John M. Weiler, MD; John R. Bloomfield, PhD; George G. Woodworth, PhD; Angela R. Grant, BS; Teresa A. Layton, BSN; Timothy L. Brown, MS; David R. McKenzie, MS; Thomas W. Baker, MS; Ginger S. Watson, PhD
Disclosure: Dr. Weiler serves as a consultant and Dr. Woodworth has provided consulting services to Hoechst Marion Roussel, Inc.
Acknowledgments: The authors thank the following for their assistance in the conduct or analysis of the study: Susan Quinn, Sue Ellen Salisbury, Elizabeth Lawler, Cindy Mitchell, Emily Meis, Kathy Phipps, Suzanne Sack, Jagadish Boggavarapu, Dixie Ecklund and the Clinical Research Center staff, Twila Finkelstein, Julie Qidwai, Christopher Miller, Joss Nichols, Brent Caven, Mark Young, Dawn Kenyon, Kristen Rassbach, Brad Graham, Chris McMillan, Nick Taiber, Sneha Viratia, Srinivas Maddhi, Rohit Goal, Lucas Davisson, Brian Berentsen, Shaheen Bahauddin, Peter Grant, Katie Enstrom, Omar Ahmad, Imran Pirwani, Ludovic Moineau, Yiannis Papelis, Matthew Schikore, Tim Van Fossen, Dave Bronder, Shawn Allen, Rachel Nador, Steven Zellers, Ianos Schmidt, Paul Debbins, and Dave Muller.
Grant Support: By a grant from Hoechst Marion Roussel, Inc., and by grant M01-RR-59 from the National Center for Research Resources, General Clinical Research Centers Program, National Institutes of Health.
Requests for Single Reprints: John M. Weiler, MD, Department of Internal Medicine, University of Iowa, 200 Hawkins Drive, T307GH, Iowa City, IA 52242-1081; e-mail, firstname.lastname@example.org.
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Current Author Addresses: Dr. Weiler: University of Iowa Hospitals and Clinics, T307, 200 Hawkins Drive, Iowa City, IA 52242.
Dr. Woodworth: Department of Statistics, University of Iowa, 241 Schaeffer Hall, Iowa City, IA 52242.
Ms. Grant: 1660 Fulmer Street, Ann Arbor, MI 48103.
Ms. Layton: University of Iowa Hospitals and Clinics, 200 Hawkins Drive, Iowa City, IA 52242.
Mr. Brown: 4133 SC, University of Iowa, Iowa City, IA 52242.
Mr. McKenzie: Quintiles, Inc., Box 9708, Kansas City, MO 64134-0708.
Mr. Baker: Aventis Pharmaceuticals, Inc., Box 9627, Kansas City, MO 64134-0627.
Dr. Watson: National Advanced Driving Simulator, 2401 Oakdale Boulevard, University of Iowa, Iowa City, IA 52242.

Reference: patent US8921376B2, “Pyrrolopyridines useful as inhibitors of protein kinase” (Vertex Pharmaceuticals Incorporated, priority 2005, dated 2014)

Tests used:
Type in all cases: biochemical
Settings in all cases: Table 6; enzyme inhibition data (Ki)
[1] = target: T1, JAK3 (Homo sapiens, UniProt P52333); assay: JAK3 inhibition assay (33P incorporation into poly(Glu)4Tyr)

Author Contributions: Conception and design: J.M. Weiler, J.R. Bloomfield, A.R. Grant, G.G. Woodworth, D.R. McKenzie, T.W. Baker.
Analysis and interpretation of the data: J.M. Weiler, J.R. Bloomfield, A.R. Grant, T.L. Brown, G.G. Woodworth, G.S. Watson.
Drafting of the article: J.M. Weiler, T.A. Layton, D.R. McKenzie, T.W. Baker, G.S. Watson.
Critical revision of the article for important intellectual content: J.M. Weiler, J.R. Bloomfield, A.R. Grant, G.G. Woodworth, D.R. McKenzie, T.W. Baker, G.S. Watson.
Final approval of the article: J.M. Weiler, G.G. Woodworth, T.A. Layton, T.L. Brown, T.W. Baker, G.S. Watson.
Provision of study materials or patients: J.M. Weiler, T.W. Baker.
Statistical expertise: G.G. Woodworth, D.R. McKenzie.
Obtaining of funding: J.M. Weiler, J.R. Bloomfield, D.R. McKenzie, T.W. Baker.
Administrative, technical, or logistic support: A.R. Grant, T.A. Layton.
Collection and assembly of data: J.M. Weiler, J.R. Bloomfield, A.R. Grant, T.A. Layton, T.L. Brown.
Weiler J., Bloomfield J., Woodworth G., Grant A., Layton T., Brown T., McKenzie D., Baker T., Watson G.; Effects of Fexofenadine, Diphenhydramine, and Alcohol on Driving Performance: A Randomized, Placebo-Controlled Trial in the Iowa Driving Simulator. Ann Intern Med. 2000;132:354-363. doi: 10.7326/0003-4819-132-5-200003070-00004
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Published: Ann Intern Med. 2000;132(5):354-363.
Allergic rhinitis afflicts more than 39 million persons in the United States (1). Only about 4.8 million persons (12%) take prescription drugs for this condition; most go without treatment or self-treat with over-the-counter medications, which generally contain a first-generation antihistamine. These medications may be effective but carry potential risks, including drowsiness and impairment in performing everyday tasks (2-6). These adverse events may be sufficient to dissuade some persons from treating their symptoms. Other patients take these sedating drugs, become impaired, and try nonetheless to perform complex tasks; as a result, they are more likely to be involved in collisions (2, 7, 8).
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